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Flashback 2011: News Headliners In South Florida

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(Source: CBS4) Miami-Dade officers Hawood and Castillo, killed in the line of duty

(Source: CBS4) Miami-Dade officers Hawood and Castillo, killed in the line of duty

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South Florida Crime

MIAMI (CBSMiami) – The year began with heart-breaking stories.

Two Miami-Dade police officers, Amanda Haworth and Robert Castillo,were gunned down in January — leaving their families and the community to grieve.

And in February, a traffic stop on I-95 uncovered an unspeakable family tragedy.   There were more questions than answers in the death of little Nubia, the actions of adoptive parents Jorge and Carmen Barahona, and the system’s failure to see the warning signs.

In Miami, a federal investigation of the police department in the wake of shootings that left seven African-American men dead.  And after controversy, budget fights, and public feud with mayor Tomas Regalado, Chief Miguel Exposito was fired in September.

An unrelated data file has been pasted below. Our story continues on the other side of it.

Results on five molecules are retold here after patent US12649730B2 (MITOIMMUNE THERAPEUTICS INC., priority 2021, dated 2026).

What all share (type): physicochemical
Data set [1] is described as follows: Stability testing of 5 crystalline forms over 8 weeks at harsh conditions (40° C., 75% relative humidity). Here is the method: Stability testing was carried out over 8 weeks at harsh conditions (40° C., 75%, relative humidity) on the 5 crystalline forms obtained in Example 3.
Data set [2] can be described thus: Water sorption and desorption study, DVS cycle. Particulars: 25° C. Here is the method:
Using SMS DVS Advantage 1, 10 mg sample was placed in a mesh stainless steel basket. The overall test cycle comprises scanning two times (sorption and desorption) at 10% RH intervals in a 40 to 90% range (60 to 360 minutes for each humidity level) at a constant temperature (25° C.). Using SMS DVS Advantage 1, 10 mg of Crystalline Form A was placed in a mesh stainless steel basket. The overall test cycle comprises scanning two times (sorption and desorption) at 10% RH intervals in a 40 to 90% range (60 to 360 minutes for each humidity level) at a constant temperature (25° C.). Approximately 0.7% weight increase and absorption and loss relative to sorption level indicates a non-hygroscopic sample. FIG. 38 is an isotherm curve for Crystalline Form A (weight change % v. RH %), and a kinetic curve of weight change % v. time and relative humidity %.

In Miami-Dade, voters were mad in 2011.  A recall drive unseated mayor Carlos Alvarez in march. Carlos Gimenez won the mayoral election in June, on a pledge to roll back taxes.

Anger also spilled into the streets.  South Florida activists took their cues from Wall Street protesters — and *occupied* Miami and Fort Lauderdale in the fall.

There was a changing of the guard in Broward County.  School superintendent Jim Notter retired and was replaced by Chicago’s Robert Runcie.  Teachers union head Pat Santeramo resigned amid charges of financial irregularities and Chief Medical Examiner Dr. Joshua Perper – of Anna Nicole Smith fame – hung up his lab coat for good.

Other nature wasn’t gentle in Broward.  Strong tornadoes tore through parts of Sunrise and Plantation in October followed by three days of heavy rains that made a soggy mess east of I-95.

But not all disasters were natural.  An only-in-South-Florida tale of an alleged phony doctor and tush-enhancing injections full of *fix-a-flat* dominated the airwaves during November and December.

The year 2011 went out with a fight over plans to build a mega-casino where the Miami Herald building now stands.

The battle over whether to wager South Florida’s future on big-time gambling has just begun and will likely continue well into 20-12.

 

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